OWATONNA — It has been a trying week on downtown traffic as the Rose Street road construction began and the preparation has started to transition Oak Avenue from four to three. To add to the stress, the Canadian Pacific Railway decided Monday to begin work on the railway crossing that connects Bridge and Main Streets, blocking off a main throughway and additionally backing up traffic.
This may not have been the case if the traffic signals on the intersection of Oak Avenue and Vine Street hadn’t been decommissioned earlier this summer — at least that’s what the Owatonna Area Chamber of Commerce and Tourism is saying.
“There are too many changes going on at once,” said Chamber President and CEO Brad Meier. “With all the stuff that is going on, it would only make sense to leave the lights in and see how it plays out.”
In addition to the road construction, Meier also noted that a potentially popular business is slated to open near the intersection in questions. Mineral Springs Brewery, a microbrewery located on 111 N. Walnut Avenue, has been making rapid progress this summer with hopes of opening yet this year. The brewery will be the first of its kind in Owatonna and is hoping to include food trucks on site as well as local food delivery.
“With Mineral Springs Brewery developing in that area we have the anticipation of there being more traffic,” Meier added. “Once they’re open I think we need to see what that will look like.”
With a more long-term vision in mind, Meier also noted a future bike lane that the Streetscapes Plan has designed to run down Vine Street, connecting the bike path along the river to downtown. The Streetscapes Plan is a collaborative effort between the Chamber’s MainStreet program and the City of Owatonna.
“Vine makes the most sense because it will align straight across to downtown,” Meier explained. “If you were to do it by the Chamber you kind of have to jog over to Pearl Street. It isn’t straight across to downtown. That is why the Vine Street location makes the most sense to bring you right into the heart of downtown.”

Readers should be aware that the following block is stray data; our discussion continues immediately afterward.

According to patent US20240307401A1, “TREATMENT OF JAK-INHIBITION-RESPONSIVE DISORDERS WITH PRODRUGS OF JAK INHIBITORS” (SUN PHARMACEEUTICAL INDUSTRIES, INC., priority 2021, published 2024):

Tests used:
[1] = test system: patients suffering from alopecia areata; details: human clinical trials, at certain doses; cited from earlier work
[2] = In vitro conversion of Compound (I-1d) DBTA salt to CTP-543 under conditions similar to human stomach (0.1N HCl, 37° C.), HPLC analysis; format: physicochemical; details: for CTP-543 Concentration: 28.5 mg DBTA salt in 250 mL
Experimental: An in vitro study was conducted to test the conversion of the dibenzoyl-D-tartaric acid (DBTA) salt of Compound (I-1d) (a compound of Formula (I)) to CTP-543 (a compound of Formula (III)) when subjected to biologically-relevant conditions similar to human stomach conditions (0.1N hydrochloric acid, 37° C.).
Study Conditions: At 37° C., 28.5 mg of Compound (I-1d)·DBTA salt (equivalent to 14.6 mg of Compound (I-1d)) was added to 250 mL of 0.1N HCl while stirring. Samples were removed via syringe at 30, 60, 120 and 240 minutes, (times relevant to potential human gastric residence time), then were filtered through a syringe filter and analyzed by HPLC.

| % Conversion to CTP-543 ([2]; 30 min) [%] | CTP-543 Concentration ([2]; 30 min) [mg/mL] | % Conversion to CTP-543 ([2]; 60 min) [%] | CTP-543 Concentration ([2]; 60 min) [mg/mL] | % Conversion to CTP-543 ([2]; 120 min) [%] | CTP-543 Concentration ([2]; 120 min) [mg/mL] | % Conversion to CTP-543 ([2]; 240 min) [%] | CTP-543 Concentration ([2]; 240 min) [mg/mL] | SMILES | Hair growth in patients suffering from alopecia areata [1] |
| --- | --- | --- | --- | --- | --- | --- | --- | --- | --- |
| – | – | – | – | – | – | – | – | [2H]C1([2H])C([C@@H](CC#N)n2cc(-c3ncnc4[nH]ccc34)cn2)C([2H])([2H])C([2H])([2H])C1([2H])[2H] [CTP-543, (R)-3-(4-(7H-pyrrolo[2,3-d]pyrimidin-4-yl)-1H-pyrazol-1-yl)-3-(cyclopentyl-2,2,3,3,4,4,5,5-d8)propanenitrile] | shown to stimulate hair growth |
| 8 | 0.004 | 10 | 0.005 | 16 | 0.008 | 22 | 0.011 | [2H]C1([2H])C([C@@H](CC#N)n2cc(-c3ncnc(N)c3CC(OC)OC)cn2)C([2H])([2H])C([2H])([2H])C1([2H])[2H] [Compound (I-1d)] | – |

The decommissioning of the traffic signals on Vine and Oak — as well as the signals on Oak and McKinley Street — was announced in June after the Steele County Highway Department were able to analyze the most recent signal justification report that had been completed in 2017. The reported showed that the two intersections on Oak Avenue, which is also County Highway 45, do not have the vehicle and pedestrian traffic volume requirements needed to justify the signals.
Meier, however, believes that circumstances are rapidly changing and that a second evaluation may be necessary before the county permanently removes the signals.
“We know that once those signals are out that they’re not going to be put back in,” Meier said. Ideally, Meier said that he would like to see the signals remain in place to further observe the way traffic will be inevitably changing in the upcoming months. He said that he is even OK with their remaining bagged, which he feels could possible give them a better chance at observing how effective a two-way stop would truly be in that area.
“If people are observing issues and problems, then we can evaluate the situation and possibly turn them back on,” Meier said.
Because the lights on the intersection of a county highway, it will be up to Steele County on whether the traffic lights will remain in place a little longer. During the Owatonna City Council meeting on Tuesday, city engineer Kyle Skov noted that he requested that the lights remain in place at least until the restriping of Oak Avenue is complete. Council members thanked Skov for making the request, with a couple of them stating that they have concerns with that intersection.
“We are just urging for some patience and not to remove them just yet,” Meier said. “I’m hoping we can all work through this.”
Meier said he has yet to hear back from the county commissioners on this matter, but that he has been in communication with the county engineer and county administrator.
“Given the reconfiguration of Oak Avenue to three lanes, there has been a little bit of confusion with when [the signals] should be taken out,” explained County Administrator Scott Golberg, adding that the Minnesota Department of Transportation gives the guidance of 60 to 90 days to remove a signal after it has been decommissioned. “We will be delaying the process until the restriping is done on Oak and continuing the monitoring period for that intersection.”
Golberg added that the concerns from the chamber — as well as from the City of Owatonna — are being taken into consideration and that the intersection is most definitely on the county’s radar.